Adonis Diaries

Archive for April 3rd, 2016

There are No Palestinian babies

They are born

Wired for mischief

There are No Palestinian babies

They are born

A knife in their hand

To slaughter and stab any moving creature

There are No Palestinian babies

They are best served to be burned in their cribs

How come this night was so calm?

I slept the sleep of the caves tonight.

Inconsequential and soft dreams were forgotten by the morning.

It was a “dreamless night

The morning news were anything but quiet:

Fighter jets and drones bombed villages

Rockets buried entire families.

Many blew themselves in crowded market places, kids’ schools, restaurants

It was a “dreamless night”

Last night was pretty loud:

Thunder claps, wind rattling doors and windows,

Sleet rocked roofs, millions of tin roofs

Millions of shacks and refugee tents.

It was a dreamless night

Dogs, wolves, jackals barked and howled

Rats squealed

Millions of insects and animals were devoured

A million procreated to cover up the loss

In the struggle of survival among the livings

It was a dreamless night

A few feet from ear shot

Hundreds of prisoners were tortured

Kicked, slapped, boxed, drowned, burned

Suffocated, drenched in freezing water

Screams we opted to shut off

From our hard ears, minds and hearts.

The horror of silent nights:

In Waiting, the silence of the coming horror

Persistent and violent knocks on your door:

Your house is burning

Your neighbour was shot dead

The enemy invested your town

Dozens are being rounded up

Don’t take anything. Run for your life.

Last night was not calm:

New-borns were crying their heart out

Babies freezing to death

Kids dying of famine

Sick people kept moaning

Hundreds died in car accidents, handicapped

Airplanes disintegrated in the sky

Passenger ferries and ship sank

And yet, tonight was a calm and dreamless night

Tomorrow night and the nights after

Will be louder and leaden with nightmarish dreams.

Tomorrow is another day.

Violent and brutal

Good night all. stories for survival

Among the livings.

Architecture’s Esteemed Anomaly: Tracing the Legacy of Zaha Hadid

In life and now, following her sudden death at age 65, Zaha Hadid often was referred to as “the most important female architect of our time.” The superlative varies here and there, but one word—“female”—usually sticks.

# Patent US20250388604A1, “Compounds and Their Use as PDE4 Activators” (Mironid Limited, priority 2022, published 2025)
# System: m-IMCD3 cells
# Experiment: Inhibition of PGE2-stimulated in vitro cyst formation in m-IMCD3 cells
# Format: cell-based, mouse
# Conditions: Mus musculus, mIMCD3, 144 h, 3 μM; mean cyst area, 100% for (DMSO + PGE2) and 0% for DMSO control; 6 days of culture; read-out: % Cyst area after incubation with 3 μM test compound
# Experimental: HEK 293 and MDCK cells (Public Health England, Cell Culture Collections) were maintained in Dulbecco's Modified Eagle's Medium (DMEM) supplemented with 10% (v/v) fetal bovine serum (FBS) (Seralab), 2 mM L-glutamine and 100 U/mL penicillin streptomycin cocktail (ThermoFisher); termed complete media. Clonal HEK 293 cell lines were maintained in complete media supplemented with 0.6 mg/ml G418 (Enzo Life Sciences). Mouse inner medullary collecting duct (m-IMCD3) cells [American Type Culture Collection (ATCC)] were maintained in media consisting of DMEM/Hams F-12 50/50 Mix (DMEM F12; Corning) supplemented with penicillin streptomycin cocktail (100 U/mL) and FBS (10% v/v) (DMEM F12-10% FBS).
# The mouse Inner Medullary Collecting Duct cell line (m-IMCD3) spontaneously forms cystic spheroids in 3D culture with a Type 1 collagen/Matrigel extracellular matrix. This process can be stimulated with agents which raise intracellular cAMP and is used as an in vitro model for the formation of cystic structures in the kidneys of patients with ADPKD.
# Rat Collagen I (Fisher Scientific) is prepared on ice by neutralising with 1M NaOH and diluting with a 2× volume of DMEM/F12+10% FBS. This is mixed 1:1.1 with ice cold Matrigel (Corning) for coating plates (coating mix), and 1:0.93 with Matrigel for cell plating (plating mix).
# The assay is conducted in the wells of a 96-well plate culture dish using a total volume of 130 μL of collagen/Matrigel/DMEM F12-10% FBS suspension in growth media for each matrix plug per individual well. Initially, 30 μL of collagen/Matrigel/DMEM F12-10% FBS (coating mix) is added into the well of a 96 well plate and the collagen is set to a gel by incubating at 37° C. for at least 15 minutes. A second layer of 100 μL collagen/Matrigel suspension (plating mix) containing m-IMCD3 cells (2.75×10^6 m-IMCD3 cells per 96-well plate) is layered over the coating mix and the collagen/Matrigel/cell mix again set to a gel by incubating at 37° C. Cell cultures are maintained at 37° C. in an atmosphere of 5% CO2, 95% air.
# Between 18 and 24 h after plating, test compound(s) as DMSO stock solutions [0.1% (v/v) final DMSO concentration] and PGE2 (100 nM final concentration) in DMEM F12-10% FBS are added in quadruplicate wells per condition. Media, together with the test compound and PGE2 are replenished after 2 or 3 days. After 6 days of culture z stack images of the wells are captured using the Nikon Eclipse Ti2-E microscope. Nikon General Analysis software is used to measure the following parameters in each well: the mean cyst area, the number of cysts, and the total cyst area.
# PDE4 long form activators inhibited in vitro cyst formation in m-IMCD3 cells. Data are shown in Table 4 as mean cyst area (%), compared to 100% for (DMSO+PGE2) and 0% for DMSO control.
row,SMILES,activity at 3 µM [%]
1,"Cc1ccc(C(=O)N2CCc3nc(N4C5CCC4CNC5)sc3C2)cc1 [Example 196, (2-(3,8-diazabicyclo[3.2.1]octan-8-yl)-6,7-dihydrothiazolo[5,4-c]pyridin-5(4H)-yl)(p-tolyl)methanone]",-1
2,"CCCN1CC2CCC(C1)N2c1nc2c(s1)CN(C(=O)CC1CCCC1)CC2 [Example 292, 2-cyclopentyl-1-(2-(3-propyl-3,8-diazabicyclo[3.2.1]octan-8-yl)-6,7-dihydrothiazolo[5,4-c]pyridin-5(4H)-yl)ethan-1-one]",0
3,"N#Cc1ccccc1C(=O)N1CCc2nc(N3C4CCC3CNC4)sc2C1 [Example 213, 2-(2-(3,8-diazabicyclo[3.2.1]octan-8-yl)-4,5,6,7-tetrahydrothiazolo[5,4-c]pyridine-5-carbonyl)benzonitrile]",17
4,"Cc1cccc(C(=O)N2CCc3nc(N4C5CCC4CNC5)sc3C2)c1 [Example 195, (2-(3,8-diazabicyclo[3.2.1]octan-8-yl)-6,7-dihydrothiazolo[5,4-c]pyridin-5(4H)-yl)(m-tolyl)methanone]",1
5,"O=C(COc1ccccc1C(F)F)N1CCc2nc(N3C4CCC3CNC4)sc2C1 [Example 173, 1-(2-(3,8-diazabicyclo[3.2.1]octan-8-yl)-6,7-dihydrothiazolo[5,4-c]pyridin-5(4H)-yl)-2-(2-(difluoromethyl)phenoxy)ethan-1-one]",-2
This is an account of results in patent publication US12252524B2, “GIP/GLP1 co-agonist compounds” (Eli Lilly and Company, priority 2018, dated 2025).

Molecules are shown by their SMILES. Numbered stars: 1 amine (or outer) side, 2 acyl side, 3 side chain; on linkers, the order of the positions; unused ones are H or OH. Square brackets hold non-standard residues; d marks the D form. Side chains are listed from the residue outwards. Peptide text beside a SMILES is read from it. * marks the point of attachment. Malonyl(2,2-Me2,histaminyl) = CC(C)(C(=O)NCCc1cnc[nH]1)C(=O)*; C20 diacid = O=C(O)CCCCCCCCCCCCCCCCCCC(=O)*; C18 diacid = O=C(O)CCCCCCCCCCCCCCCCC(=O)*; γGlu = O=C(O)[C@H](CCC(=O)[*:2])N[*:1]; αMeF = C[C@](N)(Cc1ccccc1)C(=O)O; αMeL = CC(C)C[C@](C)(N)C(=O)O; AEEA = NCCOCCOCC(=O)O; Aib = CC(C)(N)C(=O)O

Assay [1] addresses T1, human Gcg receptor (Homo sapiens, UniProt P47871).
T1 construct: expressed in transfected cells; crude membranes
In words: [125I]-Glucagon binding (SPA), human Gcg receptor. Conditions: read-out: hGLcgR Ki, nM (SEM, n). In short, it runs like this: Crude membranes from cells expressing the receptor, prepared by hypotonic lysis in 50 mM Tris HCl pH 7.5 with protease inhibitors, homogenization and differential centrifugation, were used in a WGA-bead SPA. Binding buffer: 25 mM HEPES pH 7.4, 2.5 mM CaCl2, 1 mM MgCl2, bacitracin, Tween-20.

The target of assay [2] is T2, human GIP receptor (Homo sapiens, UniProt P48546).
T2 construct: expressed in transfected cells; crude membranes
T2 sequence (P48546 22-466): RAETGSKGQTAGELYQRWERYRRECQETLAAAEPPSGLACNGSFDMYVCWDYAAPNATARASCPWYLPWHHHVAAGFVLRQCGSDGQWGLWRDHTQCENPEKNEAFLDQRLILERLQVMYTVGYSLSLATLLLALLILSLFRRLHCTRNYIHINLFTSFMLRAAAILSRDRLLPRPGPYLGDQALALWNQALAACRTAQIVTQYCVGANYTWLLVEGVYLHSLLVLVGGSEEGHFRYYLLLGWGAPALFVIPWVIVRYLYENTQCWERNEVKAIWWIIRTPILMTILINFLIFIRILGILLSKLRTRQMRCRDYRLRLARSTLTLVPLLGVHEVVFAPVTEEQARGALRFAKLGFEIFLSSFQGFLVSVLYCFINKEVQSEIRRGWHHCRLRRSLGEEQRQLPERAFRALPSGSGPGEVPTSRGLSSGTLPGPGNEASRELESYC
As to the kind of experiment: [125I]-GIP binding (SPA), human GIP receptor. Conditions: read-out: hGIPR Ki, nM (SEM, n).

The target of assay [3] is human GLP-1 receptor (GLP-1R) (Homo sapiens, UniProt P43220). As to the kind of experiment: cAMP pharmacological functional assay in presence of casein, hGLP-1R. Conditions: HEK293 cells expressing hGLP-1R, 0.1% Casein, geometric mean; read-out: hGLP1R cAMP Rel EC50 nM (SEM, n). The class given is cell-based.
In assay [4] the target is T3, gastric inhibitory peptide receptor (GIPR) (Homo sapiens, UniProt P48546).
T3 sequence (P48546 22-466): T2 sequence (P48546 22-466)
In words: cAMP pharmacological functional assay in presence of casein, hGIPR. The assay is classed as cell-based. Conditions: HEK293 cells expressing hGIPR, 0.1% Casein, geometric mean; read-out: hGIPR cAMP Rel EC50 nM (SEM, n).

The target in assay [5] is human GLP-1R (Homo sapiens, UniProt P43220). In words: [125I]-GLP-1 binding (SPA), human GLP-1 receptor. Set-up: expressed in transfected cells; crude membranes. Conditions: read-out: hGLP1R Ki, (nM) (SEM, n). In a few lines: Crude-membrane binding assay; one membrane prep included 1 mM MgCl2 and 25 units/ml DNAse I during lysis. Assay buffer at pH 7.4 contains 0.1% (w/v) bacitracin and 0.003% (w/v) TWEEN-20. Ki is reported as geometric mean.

That qualifier would be out of place in other disciplines (who, in 2016, would think to say, “she was the greatest female actor of our time?”), but architecture has a stark and persistent gender gap.

When the American Institute of Architects last counted, in 2013, it found that although roughly half of students enrolled in architecture programs were women, they comprised just 18 percent of licensed architects. (Maybe the problem is in the licensing procedure?)

The number is even lower—5 percent—when you look at women who work as technology directors at architecture firms.

Joanna Choukeir Hojeily shared this post
Zaha Hadid’s mathematical mind, professional resilience, and yes, her gender, made her an anomaly.|By Margaret Rhodes

Hadid was an anomaly. She pushed technology to adapt to what she drew by hand, not the other way around. Her avant-garde work with parametric design—algorithm-driven work done in software that can test the limits and parameters of certain forms—became a style all its own called parametricism.

In 2004, Hadid became the first woman to win the Pritzker Prize; the second woman, Kazuyo Sejima, who won six years later, shares the honor with her husband and design partner, Ryue Nishizawa.

Hadid was also the first woman to receive the British RIBA Gold Medal, in 2015. Upon accepting it, Hadid remarked on the difficulty of being of being a woman in a discipline dominated by men: “We now see more established female architects all the time. That doesn’t mean it’s easy. Sometimes the challenges are immense.”

“I remember her telling me how hard it was for her as a woman, a Muslim, and an Arab, going to [the Architectural Association] in London, which was really an old boy’s club,” says Kathryn Hiesinger, the curator at the Philadelphia Museum of Art who worked closely with Hadid on the 2011 exhibit, Zaha Hadid: Form in Motion.

“She must have looked like a creature from another planet, and she arrived with a headscarf, which she says she lost quickly. It distinguished her in a way she didn’t want.”

Hadid quickly gained greater distinction for a mathematical mind and professional resilience. She established her London practice, Zaha Hadid Architects, in 1979, just seven years after finishing at the Architectural Association. In 1993, her work on the Vitra Fire Station in Weil Am Rhein, Germany, catapulted her to fame.

The building, small when compared to Hadid’s more recent works, is composed of concrete planes and shards, one of which is cantilevered toward the sky, as if in salute. It’s largely based on conceptual, abstract drawings by Hadid, but worked perfectly and practically as a fire station.